Get an eye-opening insight into the timing of four separate silver crashes
By Elliott Wave International
No one likes them, and financial authorities do everything they can to avoid them…
…but economic recessions do happen, nonetheless.
The official definition of a recession is a period of economic decline marked by a fall in GDP in two successive quarters.
So, how should investors protect themselves in such a scenario?
Well, as you may know, many investors believe precious metals are the perfect hedge against an economic downturn. They believe that, unlike stocks, gold and silver either maintain their value or go up in price during a recession or even a depression.
But you might be surprised to learn what the historical evidence says about this widely held belief.
Let’s start with gold. Our Elliott Wave Theorist has been sharing market observations with subscribers since 1979. Once, it noted:
The first thing to point out is that gold did not make a nickel of U.S. money for anyone in any of the recessions and depressions from 1792, when the gold-based dollar was adopted, through 1969, a period of 177 years…
In 1970, things changed dramatically. Investors lost interest in stocks and preferred owning gold instead, for a period of ten years. The same change occurred again in 2001 … but recession had nothing to do with either of these periods of explosive price gain in the precious metals.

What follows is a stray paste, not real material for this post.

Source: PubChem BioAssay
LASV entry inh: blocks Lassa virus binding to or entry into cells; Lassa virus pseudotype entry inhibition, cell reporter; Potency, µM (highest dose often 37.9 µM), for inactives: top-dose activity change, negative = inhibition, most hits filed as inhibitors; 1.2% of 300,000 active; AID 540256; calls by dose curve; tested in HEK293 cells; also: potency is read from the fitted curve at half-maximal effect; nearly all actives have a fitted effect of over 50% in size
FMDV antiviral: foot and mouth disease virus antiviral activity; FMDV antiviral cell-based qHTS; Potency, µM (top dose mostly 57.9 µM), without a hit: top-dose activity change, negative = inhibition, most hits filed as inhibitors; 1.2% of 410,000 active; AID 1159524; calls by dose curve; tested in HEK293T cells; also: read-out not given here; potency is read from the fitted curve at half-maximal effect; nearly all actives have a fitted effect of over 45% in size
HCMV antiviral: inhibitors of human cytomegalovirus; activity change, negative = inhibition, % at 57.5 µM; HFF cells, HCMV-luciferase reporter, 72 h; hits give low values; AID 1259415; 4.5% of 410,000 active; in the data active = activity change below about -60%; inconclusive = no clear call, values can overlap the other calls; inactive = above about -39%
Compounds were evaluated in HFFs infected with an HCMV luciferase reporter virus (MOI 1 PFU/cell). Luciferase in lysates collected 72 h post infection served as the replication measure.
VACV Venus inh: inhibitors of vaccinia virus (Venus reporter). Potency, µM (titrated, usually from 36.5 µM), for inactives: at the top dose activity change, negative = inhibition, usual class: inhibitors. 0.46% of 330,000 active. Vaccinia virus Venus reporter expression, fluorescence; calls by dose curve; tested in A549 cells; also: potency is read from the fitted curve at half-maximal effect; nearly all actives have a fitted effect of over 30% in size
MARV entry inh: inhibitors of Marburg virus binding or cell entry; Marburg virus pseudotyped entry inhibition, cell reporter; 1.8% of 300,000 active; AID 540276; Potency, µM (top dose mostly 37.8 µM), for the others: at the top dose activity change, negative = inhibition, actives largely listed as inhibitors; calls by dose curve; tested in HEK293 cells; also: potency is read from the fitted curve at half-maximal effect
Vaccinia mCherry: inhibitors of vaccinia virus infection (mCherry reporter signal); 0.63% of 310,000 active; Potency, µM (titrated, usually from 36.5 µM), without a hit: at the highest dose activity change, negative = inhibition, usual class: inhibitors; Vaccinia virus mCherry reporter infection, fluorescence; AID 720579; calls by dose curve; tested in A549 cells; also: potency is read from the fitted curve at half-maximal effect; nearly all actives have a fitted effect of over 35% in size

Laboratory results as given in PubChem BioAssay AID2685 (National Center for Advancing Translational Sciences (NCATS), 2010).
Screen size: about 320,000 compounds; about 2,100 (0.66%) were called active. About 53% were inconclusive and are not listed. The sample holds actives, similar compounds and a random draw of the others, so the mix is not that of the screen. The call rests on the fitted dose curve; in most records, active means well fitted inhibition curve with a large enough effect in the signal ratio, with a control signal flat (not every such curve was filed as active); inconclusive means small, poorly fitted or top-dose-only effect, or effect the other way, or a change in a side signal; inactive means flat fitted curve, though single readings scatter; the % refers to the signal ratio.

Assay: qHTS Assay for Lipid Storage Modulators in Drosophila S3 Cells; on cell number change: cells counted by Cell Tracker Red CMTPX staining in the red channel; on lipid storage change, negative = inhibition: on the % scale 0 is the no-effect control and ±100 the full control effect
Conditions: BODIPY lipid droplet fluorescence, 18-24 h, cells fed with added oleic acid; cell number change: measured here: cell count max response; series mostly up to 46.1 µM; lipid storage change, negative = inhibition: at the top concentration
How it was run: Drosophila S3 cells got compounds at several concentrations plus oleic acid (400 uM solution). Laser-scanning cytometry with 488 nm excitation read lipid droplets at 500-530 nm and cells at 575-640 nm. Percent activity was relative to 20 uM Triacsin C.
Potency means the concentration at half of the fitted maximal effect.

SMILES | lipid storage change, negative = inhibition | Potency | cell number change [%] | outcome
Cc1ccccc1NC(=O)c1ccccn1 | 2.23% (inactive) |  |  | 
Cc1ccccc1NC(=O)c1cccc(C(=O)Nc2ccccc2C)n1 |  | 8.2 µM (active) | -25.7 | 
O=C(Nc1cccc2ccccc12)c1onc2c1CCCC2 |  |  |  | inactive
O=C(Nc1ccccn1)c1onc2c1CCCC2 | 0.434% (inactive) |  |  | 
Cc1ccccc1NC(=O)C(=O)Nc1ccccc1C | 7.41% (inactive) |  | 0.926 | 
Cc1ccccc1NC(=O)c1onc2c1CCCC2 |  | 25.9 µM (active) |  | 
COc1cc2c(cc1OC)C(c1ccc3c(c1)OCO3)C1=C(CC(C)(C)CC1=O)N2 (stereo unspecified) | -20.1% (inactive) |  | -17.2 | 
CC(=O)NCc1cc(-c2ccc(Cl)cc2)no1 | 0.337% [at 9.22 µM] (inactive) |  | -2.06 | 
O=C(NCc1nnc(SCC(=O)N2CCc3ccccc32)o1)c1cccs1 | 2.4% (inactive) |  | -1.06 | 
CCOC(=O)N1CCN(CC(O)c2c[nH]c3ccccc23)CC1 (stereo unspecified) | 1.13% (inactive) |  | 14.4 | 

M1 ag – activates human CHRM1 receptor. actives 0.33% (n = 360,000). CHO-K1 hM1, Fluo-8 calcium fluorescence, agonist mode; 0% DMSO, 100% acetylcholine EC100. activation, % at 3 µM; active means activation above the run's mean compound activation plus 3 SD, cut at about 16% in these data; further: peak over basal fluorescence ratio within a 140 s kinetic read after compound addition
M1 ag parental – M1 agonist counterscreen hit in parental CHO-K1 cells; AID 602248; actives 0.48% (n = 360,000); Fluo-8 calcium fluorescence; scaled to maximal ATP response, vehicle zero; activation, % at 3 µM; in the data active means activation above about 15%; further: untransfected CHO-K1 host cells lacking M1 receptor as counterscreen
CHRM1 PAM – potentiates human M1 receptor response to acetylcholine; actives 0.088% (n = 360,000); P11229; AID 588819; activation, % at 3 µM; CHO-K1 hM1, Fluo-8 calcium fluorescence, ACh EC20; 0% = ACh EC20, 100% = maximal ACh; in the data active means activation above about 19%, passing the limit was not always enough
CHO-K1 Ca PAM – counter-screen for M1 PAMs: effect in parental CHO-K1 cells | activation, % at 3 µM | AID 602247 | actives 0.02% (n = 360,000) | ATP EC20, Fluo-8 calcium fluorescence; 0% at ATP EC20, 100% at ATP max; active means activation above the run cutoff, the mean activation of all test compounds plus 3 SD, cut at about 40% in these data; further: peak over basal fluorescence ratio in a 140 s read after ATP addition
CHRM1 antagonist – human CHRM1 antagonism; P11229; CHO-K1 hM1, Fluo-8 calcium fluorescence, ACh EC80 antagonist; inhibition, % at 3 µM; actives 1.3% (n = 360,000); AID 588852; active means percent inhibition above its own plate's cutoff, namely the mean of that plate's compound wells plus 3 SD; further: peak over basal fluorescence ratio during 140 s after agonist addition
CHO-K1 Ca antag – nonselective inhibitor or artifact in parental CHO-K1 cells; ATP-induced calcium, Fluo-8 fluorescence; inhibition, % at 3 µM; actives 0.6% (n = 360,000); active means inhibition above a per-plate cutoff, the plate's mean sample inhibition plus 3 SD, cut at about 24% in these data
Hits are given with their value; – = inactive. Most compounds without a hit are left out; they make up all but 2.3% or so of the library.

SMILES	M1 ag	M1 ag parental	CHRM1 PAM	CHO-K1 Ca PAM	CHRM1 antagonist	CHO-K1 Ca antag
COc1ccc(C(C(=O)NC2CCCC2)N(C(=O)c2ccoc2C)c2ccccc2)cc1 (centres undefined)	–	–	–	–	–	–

During the 1970s, and following 2001, gold’s biggest price gains came as the economy was expanding, not shrinking. Why? Because when the economy grows, liquidity becomes available and must go somewhere — and it goes into everything, from stocks to real estate, including investments like gold.
The same is true of silver prices during economic expansions. Our November 2011 Elliott Wave Theorist showed this chart and said:
Silver has an even more pronounced relationship to economic cycles than gold does. The chart shows the history of silver prices and economic conditions going back 40 years. … Notice that all of silver’s strong price gains came during economic expansions. Then observe that all seven recessions since 1970 have coincided with falling silver prices. Finally, note that all four crashes in silver–those of 1973, 1980, 1982 and 2008–came during recessions.
Bottom line: It’s a myth that gold and silver are ideal hedges against economic downturns.
Another pervasive Wall Street myth is that the markets are random, and therefore unpredictable. From observing market behavior for almost 40 years — and not just the U.S. markets, but global trends, as well — we can tell you from experience that all liquid markets, including precious metals, are, in fact patterned. Their prices follow the Elliott wave model.
Here at Elliott Wave International, we help traders and investors see what’s really driving financial markets. To learn more, please continue reading below.
The 10 Most Dangerous Investment Myths BUSTED
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This free 33-page ebook takes the 10 most dangerous investment myths head on and exposes the truth about each in a way every investor can understand.